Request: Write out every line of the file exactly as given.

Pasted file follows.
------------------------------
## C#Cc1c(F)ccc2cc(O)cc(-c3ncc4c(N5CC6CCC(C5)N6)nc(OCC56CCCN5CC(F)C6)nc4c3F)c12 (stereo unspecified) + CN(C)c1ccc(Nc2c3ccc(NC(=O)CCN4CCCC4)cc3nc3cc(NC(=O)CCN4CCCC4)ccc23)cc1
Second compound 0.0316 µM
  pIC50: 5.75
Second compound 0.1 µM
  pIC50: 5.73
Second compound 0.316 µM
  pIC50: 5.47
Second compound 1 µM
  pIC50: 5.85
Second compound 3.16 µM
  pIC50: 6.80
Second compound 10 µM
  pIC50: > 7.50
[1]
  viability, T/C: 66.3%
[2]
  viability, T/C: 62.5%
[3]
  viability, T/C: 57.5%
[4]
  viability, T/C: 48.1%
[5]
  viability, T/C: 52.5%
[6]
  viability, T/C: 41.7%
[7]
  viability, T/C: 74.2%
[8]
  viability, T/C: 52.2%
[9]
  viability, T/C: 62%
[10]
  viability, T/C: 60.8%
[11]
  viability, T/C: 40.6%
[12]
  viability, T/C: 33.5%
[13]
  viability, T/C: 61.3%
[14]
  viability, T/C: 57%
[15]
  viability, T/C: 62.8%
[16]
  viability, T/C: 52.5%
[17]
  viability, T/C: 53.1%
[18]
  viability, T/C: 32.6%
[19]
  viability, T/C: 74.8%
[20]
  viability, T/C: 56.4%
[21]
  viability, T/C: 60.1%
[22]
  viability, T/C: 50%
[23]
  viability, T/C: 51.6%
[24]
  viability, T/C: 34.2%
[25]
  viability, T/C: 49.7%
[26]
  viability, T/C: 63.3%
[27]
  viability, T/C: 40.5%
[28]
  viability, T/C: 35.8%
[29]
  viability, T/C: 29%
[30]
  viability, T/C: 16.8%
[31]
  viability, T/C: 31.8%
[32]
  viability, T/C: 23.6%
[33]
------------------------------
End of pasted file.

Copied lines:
## C#Cc1c(F)ccc2cc(O)cc(-c3ncc4c(N5CC6CCC(C5)N6)nc(OCC56CCCN5CC(F)C6)nc4c3F)c12 (stereo unspecified) + CN(C)c1ccc(Nc2c3ccc(NC(=O)CCN4CCCC4)cc3nc3cc(NC(=O)CCN4CCCC4)ccc23)cc1
Second compound 0.0316 µM
  pIC50: 5.75
Second compound 0.1 µM
  pIC50: 5.73
Second compound 0.316 µM
  pIC50: 5.47
Second compound 1 µM
  pIC50: 5.85
Second compound 3.16 µM
  pIC50: 6.80
Second compound 10 µM
  pIC50: > 7.50
[1]
  viability, T/C: 66.3%
[2]
  viability, T/C: 62.5%
[3]
  viability, T/C: 57.5%
[4]
  viability, T/C: 48.1%
[5]
  viability, T/C: 52.5%
[6]
  viability, T/C: 41.7%
[7]
  viability, T/C: 74.2%
[8]
  viability, T/C: 52.2%
[9]
  viability, T/C: 62%
[10]
  viability, T/C: 60.8%
[11]
  viability, T/C: 40.6%
[12]
  viability, T/C: 33.5%
[13]
  viability, T/C: 61.3%
[14]
  viability, T/C: 57%
[15]
  viability, T/C: 62.8%
[16]
  viability, T/C: 52.5%
[17]
  viability, T/C: 53.1%
[18]
  viability, T/C: 32.6%
[19]
  viability, T/C: 74.8%
[20]
  viability, T/C: 56.4%
[21]
  viability, T/C: 60.1%
[22]
  viability, T/C: 50%
[23]
  viability, T/C: 51.6%
[24]
  viability, T/C: 34.2%
[25]
  viability, T/C: 49.7%
[26]
  viability, T/C: 63.3%
[27]
  viability, T/C: 40.5%
[28]
  viability, T/C: 35.8%
[29]
  viability, T/C: 29%
[30]
  viability, T/C: 16.8%
[31]
  viability, T/C: 31.8%
[32]
  viability, T/C: 23.6%
[33]